A person familiar with the negotiations told The Associated Press on Monday that Rutgers has reached a deal with High Point Solutions for naming rights to the stadium. The person spoke on condition of anonymity because the university’s athletic department has scheduled a news conference for Tuesday to announce the partnership.
High Point is based in Sparta, N.J., and supplies companies with information technology hardware and support.
The stadium announcement comes nearly a year after the university hired Brooklyn Sports & Entertainment and IMG College to act as agents in making a deal for naming rights. BS&E, an affiliate of the New Jersey Nets, had already signed up High Point as an official sponsor of the Barclay's Center in Brooklyn, scheduled to be the Nets‘ home beginning next year.
“Given the economic climate, which is challenging in everything people face nowadays, we’re thrilled to be able to get something done,” he added.
Rutgers Stadium received a makeover and expansion in time for the 2009 season and now seats more than 54,000. The expansion followed the transformation of Rutgers‘ football program from a Big East doormat into one that has gone to bowls in five of the last six seasons.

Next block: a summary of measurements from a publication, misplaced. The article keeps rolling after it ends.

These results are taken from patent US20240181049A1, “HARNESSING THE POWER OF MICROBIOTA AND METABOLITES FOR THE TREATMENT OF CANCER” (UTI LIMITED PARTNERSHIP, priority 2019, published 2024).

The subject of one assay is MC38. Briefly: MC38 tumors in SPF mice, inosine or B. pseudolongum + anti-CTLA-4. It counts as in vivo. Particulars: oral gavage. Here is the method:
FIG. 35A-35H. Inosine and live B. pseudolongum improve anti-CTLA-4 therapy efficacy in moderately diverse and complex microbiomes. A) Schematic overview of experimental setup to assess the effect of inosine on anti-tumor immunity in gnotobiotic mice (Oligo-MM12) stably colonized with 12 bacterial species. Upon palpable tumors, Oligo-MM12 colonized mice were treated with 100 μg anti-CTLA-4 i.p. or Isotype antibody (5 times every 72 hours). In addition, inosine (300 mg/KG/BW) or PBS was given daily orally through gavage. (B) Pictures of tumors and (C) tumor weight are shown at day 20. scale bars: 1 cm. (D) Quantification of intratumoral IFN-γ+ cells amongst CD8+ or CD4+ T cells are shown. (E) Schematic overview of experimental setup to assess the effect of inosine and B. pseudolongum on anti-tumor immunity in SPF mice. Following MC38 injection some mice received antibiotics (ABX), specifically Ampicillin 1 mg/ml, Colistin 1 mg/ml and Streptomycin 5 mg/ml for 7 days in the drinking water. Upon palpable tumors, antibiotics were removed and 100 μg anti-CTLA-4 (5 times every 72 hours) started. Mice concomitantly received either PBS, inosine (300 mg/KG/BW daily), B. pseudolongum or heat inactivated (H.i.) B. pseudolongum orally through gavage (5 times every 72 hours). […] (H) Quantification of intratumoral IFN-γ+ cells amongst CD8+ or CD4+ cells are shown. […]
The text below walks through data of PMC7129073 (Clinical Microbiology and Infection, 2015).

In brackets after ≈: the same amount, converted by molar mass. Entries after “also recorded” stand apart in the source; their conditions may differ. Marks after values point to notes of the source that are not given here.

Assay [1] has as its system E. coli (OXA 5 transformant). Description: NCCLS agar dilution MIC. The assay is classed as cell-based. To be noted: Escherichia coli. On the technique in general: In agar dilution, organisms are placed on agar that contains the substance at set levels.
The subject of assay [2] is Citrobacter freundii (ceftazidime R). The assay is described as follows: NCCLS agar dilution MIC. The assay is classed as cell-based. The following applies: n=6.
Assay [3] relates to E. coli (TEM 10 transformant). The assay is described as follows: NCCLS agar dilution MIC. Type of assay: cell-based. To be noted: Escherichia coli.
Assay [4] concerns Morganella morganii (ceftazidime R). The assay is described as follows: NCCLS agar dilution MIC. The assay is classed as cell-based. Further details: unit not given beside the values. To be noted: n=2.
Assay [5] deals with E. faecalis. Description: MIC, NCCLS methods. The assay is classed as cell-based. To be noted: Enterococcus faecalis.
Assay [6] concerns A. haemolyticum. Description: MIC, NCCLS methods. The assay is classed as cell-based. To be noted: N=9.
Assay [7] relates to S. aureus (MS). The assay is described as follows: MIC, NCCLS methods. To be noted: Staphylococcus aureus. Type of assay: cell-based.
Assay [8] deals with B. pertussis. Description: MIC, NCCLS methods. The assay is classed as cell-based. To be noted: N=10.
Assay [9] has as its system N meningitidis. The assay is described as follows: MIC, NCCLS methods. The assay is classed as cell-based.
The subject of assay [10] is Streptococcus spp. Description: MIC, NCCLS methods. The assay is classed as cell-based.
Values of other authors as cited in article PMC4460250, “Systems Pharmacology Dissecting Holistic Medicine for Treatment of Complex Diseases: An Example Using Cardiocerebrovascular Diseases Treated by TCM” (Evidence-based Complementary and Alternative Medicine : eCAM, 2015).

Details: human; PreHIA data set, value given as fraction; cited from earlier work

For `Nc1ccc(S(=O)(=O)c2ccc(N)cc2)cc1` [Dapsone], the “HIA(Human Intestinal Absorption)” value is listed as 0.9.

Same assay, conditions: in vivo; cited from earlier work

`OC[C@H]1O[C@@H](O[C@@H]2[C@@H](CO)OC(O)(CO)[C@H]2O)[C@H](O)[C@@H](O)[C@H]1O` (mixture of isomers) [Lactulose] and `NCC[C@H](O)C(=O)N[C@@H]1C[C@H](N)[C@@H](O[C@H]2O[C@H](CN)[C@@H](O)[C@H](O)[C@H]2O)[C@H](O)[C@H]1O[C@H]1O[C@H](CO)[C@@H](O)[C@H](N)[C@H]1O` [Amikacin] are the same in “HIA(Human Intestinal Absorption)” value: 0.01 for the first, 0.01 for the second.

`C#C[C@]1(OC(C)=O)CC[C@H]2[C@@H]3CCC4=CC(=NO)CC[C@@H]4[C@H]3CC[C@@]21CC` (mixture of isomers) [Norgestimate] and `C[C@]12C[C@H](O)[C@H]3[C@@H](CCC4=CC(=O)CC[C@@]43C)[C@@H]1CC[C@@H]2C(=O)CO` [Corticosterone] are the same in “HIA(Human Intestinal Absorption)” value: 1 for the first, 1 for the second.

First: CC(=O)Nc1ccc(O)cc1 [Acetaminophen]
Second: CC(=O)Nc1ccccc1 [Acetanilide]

On Monday, Pernetti appeared to downplay a report by Bloomberg in 2008 that estimated the university could expect $1.5 million to $2 million per year from a naming rights deal. He didn’t provide details on the finished deal.
“I’m not sure where that expectation came from, but (2008) was before I was hired,” Pernetti said. “We did a whole evaluation of what we had. That took into account the number of events in the stadium, which is not a lot. Those were important pieces of the whole thing, but we never put out an expectation of what we thought we could get.”
The economic downturn of the last two-plus years may have affected naming rights deals but hasn’t kept sponsors out of the game, according to David Carter, a sports business professor at the University of Southern California.
“From a sponsor’s standpoint, I think the worst is behind us and people are getting used to the new normal,” Carter said. “Everybody understands now that you really have to scrutinize these deals, but they know they have to make these deals or they’re not going to be able to realize revenues from those properties.”
Associated Press writer David Porter contributed to this report from Newark.
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